As you begin to understand the expense of healthcare in retirement it is important to understand your retirement insurance options. One or more of these options may appeal to your anticipated health needs and budget. Talking with a professional offers insight and helps identify the solution which best fits you. We discuss the larger picture in our Your Health Care in Retirement post, here we will break down some options.
Social Security Benefits
Rumors of Social Security instability leave baby boomers wondering if it will support them as they retire. Legislation plays an important role. Some changes to the system have already been seen in recent years, so it’s very important to pay attention to the changes over time.
While future payouts seem likely, the amount may be considerably less. Based on the uncertainty, laying out a financial plan that does not include Social Security can pad your finances or may allow you to retire early. Consulting a professional also helps you know how early or late to claim Social Security for the maximum benefit.
You might be tempted to believe all will be okay, after all, Medicare kicks in after 65. Make no mistake, Medicare fails to offer a sure bet safety net. Medicare could kick in as early as 62 but there are many healthcare cost which isn’t covered under all plans:
- Dental services
- hearing aids
- prescription glasses
Are just a few of the items that are not always covered.
While you may or may not need hearing aids, dental and sight issues become common as you age. Chronic conditions (all too familiar to seniors) and disabilities also fall outside of Medicare coverage.
There are four parts to Medicare you’ll need to consider:
- Medicare Part A: No monthly premium but a high deductible covers hospitals and home rehab
- Medicare Part B: Monthly premium and once yearly deductible takes care of doctors services
- Medicare Part C or Medicare Advantage: Lower monthly premiums get Part A and B coverage plus prescription, dental and vision coverage
- Medicare Part D: Monthly premium gives you prescription drug coverage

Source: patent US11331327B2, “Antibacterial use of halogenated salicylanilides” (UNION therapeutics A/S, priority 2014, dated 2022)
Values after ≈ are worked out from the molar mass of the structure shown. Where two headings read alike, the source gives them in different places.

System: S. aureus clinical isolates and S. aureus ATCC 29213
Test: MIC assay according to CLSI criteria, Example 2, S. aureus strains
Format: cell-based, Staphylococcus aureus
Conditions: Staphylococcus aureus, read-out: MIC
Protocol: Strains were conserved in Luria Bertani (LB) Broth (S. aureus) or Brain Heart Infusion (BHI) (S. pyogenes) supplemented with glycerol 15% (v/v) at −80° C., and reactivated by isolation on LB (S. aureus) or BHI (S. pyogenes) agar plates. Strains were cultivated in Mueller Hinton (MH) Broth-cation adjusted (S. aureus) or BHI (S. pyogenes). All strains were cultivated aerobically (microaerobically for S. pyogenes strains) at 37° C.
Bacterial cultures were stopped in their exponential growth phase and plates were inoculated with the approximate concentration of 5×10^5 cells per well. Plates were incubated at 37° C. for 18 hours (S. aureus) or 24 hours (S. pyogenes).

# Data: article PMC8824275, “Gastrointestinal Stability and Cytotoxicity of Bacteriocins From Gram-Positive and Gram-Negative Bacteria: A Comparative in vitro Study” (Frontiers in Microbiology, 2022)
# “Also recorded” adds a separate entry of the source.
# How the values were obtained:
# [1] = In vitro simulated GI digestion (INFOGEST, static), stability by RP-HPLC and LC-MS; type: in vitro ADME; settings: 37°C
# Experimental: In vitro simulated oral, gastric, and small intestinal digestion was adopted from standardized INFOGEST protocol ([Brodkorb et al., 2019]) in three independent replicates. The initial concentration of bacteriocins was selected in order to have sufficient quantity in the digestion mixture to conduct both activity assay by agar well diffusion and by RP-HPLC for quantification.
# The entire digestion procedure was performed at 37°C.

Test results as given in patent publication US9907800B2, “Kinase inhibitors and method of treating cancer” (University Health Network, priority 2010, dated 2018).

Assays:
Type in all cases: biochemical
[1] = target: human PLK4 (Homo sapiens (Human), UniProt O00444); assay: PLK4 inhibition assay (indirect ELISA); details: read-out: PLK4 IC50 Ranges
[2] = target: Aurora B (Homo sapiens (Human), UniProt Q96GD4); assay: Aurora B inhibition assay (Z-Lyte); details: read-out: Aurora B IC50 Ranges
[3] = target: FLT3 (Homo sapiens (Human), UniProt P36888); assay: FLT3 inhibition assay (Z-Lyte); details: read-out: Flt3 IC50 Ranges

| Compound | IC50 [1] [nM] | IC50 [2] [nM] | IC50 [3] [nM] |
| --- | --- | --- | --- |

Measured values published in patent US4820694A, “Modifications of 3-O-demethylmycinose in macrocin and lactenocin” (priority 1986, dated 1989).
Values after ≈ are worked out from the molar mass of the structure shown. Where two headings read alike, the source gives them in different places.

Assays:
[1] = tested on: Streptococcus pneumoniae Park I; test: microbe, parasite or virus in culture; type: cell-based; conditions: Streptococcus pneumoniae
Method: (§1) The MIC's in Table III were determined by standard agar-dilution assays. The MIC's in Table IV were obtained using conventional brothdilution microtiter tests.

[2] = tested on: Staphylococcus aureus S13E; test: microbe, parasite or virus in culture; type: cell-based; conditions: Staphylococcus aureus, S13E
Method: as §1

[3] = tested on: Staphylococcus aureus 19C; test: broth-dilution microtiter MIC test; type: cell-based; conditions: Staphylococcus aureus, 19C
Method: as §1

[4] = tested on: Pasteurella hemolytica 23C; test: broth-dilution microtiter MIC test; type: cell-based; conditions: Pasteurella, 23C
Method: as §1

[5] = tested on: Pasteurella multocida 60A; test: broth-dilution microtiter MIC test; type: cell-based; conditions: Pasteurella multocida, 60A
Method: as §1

So, while Medicare does support some of your healthcare needs into retirement, gaps in coverage leave significant expenses as your responsibility. Medigap offers seniors supplemental coverage. By 2020, these plans will cover 100 percent of out-of-pocket costs for premium payers. To get a plan with greater coverage, you pay a higher premium.
Health Insurance Options
The only commonality to insurance plans is their significant differences. Don’t allow the confusion to stop you from exploring options, you have plenty. Employer-based or private plans offer supplemental coverage to Medicare. Gap vs. full coverage plans have lists of pros and cons. Let’s take a look at some choices:
Short-Term, Gap or Temporary Insurance
This insurance fills in when long-term coverage is not available. If you are between jobs, recently lost your job, missed the open enrollment deadline or are in a waiting period for another health plan.
The Pros: Short-term policies:
- Get you covered quickly
- Allow you to pay for the protection you want
- Accept applications year-round
- Offer lower premiums than long-term options
- Cover basic medical needs and emergencies
The Cons: Short-term policies:
- Cap coverage at 12 months
- Do not cover pre-existing conditions, prescriptions or preventative care
- Are not renewable
- May reject you due to lifestyle or current health